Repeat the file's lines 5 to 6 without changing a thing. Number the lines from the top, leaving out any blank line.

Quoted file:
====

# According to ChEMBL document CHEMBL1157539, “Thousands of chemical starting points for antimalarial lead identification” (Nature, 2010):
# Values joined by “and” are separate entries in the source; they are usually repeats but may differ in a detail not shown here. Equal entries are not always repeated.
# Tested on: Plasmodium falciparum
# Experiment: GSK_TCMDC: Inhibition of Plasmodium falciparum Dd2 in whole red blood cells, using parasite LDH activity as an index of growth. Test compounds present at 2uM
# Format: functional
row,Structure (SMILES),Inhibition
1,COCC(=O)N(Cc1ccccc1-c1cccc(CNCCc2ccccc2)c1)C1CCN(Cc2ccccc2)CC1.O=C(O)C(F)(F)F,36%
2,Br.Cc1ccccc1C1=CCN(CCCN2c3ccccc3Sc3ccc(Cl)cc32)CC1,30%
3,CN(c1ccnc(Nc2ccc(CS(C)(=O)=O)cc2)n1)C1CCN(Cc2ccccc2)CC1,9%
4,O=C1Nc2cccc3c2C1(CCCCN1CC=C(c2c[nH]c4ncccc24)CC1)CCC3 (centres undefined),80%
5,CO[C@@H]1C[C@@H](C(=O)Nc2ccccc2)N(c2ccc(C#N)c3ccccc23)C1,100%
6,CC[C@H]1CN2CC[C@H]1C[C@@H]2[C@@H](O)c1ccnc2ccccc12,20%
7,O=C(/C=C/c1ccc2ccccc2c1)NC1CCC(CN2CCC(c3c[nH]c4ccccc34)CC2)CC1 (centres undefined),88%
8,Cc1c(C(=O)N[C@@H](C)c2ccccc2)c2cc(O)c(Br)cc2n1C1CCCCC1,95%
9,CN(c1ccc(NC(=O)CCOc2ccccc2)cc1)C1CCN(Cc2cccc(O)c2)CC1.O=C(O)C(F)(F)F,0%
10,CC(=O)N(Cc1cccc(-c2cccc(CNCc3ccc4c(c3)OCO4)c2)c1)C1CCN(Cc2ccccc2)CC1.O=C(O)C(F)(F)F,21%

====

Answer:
# Format: functional
row,Structure (SMILES),Inhibition